1. God is, of course, the embodiment of almighty power. But we learn that He uses His power for beneficent ends. It was His almighty power that shaped a world into being. At His voice chaos became order, darkness fled, and light and life came. It is by His power that He moves every atom of the globe, expands and beautifies every leaf, erects every blade of grass, builds up every tree, and paints every flower in the garden. His Almightiness flashes in the lightning, rolls in the thunder, guides the light, roars in the volcano, wings the angels, and feeds the sparrows. It is His almighty hand that seizes the curtain of darkness, and swings it across the chambers of the sky every night, and puts tired man to rest, and covers him with His feathers. It is His power that sends the sun every morning to wake us to duty and pleasure.
I sing the almighty power of God,
Which made the mountains rise;
Which spread the flowing seas abroad,
And built the lofty skies.
Does this not help me? Yes. If God is almighty, then He is able to help and keep me. If He is possessed of all power I may put my soul and body and all my concerns into His hands, assured that none shall be able to pluck me out. “Help is laid upon one that is mighty,” so I may trust and not be afraid. I am poor and feeble; He is strong. In my pilgrimage I often come into danger, and may fall, but underneath is the omnipotent arm of God.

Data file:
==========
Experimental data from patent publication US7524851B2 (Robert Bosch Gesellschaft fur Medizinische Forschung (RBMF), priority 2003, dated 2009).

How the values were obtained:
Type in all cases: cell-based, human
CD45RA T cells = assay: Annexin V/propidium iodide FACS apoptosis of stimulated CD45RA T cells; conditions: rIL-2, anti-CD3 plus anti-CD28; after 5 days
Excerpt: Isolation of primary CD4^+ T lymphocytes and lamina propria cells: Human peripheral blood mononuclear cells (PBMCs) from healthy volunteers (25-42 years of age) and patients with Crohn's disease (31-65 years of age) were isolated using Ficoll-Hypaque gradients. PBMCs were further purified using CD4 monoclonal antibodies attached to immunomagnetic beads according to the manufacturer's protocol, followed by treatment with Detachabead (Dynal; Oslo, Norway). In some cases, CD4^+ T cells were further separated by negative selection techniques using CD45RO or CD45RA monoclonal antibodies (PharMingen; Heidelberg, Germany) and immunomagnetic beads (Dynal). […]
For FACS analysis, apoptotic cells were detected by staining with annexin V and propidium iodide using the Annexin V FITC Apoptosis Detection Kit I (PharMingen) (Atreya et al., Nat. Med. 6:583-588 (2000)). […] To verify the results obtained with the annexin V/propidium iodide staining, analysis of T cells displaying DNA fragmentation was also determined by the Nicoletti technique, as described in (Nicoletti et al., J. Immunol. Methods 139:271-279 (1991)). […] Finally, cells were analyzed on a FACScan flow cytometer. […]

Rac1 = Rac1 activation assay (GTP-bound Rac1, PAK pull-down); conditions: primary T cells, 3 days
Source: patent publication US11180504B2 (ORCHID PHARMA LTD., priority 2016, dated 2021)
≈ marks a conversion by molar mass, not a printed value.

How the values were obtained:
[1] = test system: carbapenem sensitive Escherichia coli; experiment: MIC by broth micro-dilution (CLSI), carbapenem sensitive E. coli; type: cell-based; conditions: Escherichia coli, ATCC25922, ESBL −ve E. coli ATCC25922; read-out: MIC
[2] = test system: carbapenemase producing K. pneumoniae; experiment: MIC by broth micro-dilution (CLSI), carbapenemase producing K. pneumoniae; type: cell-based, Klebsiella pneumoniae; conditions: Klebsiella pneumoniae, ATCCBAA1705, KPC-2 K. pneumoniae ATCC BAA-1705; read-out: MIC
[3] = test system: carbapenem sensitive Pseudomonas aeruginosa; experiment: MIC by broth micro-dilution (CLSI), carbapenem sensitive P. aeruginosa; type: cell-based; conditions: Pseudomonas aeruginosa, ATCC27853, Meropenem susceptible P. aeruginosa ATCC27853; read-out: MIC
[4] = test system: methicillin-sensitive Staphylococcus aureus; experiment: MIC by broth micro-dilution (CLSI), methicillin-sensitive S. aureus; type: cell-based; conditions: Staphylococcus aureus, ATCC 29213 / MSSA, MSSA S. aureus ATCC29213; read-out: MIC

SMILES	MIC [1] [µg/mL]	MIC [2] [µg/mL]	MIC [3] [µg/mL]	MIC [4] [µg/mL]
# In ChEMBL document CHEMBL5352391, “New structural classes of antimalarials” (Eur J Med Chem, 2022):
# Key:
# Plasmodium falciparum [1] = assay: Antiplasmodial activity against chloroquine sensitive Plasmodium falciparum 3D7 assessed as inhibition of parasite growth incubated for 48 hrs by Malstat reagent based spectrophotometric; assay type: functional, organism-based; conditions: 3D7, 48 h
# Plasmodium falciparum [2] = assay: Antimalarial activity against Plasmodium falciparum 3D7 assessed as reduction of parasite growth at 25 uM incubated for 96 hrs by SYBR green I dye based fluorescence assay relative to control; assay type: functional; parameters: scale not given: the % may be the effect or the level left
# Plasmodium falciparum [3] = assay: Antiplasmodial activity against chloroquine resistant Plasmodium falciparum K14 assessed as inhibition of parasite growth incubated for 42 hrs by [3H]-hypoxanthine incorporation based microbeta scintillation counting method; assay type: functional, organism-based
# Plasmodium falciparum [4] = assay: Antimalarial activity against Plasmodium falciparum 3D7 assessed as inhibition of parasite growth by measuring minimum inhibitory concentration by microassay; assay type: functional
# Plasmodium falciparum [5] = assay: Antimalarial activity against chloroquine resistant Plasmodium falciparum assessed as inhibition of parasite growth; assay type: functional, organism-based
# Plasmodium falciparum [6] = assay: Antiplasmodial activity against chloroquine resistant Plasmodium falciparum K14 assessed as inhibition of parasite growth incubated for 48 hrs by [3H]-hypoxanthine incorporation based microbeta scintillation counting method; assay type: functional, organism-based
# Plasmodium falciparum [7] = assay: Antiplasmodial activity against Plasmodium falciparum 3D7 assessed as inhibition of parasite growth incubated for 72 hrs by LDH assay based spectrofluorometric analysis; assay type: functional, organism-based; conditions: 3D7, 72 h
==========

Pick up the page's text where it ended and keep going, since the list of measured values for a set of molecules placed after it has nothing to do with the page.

When we have got into our blood for ever the conception of God which crowns Him the King, Holy and Almighty, we are prepared upon a sound moral basis to receive Him as the loving and merciful Father. One therefore anticipates that the new doctrine will be based on the conception of the Divine Fatherhood—not the Fatherhood that throws away the Judgeship and the Righteousness of God, but the Fatherhood that gathers these up into a nobler and final unity; and that the Incarnation of our Lord Jesus Christ, as the revelation of the Father and the Head of the human race, will yield more blessed and practical fruit in the life of the race from year to year.1 [Note: John Watson, The Cure of Souls.]